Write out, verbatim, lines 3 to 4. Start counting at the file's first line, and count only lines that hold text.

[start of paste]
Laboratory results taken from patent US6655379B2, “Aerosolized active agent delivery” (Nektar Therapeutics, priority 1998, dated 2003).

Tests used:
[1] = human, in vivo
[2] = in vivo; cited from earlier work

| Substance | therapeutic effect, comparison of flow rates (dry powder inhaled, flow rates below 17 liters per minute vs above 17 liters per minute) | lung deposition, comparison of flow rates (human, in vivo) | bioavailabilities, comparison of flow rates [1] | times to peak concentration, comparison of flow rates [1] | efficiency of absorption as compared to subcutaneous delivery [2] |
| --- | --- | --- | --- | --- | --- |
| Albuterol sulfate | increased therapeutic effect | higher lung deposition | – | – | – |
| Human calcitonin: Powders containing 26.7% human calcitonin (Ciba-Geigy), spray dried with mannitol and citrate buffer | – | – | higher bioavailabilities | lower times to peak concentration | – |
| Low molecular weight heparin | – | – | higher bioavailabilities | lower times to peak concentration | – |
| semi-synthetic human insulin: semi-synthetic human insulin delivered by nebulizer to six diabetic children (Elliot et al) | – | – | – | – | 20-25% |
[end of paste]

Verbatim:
[1] = human, in vivo
[2] = in vivo; cited from earlier work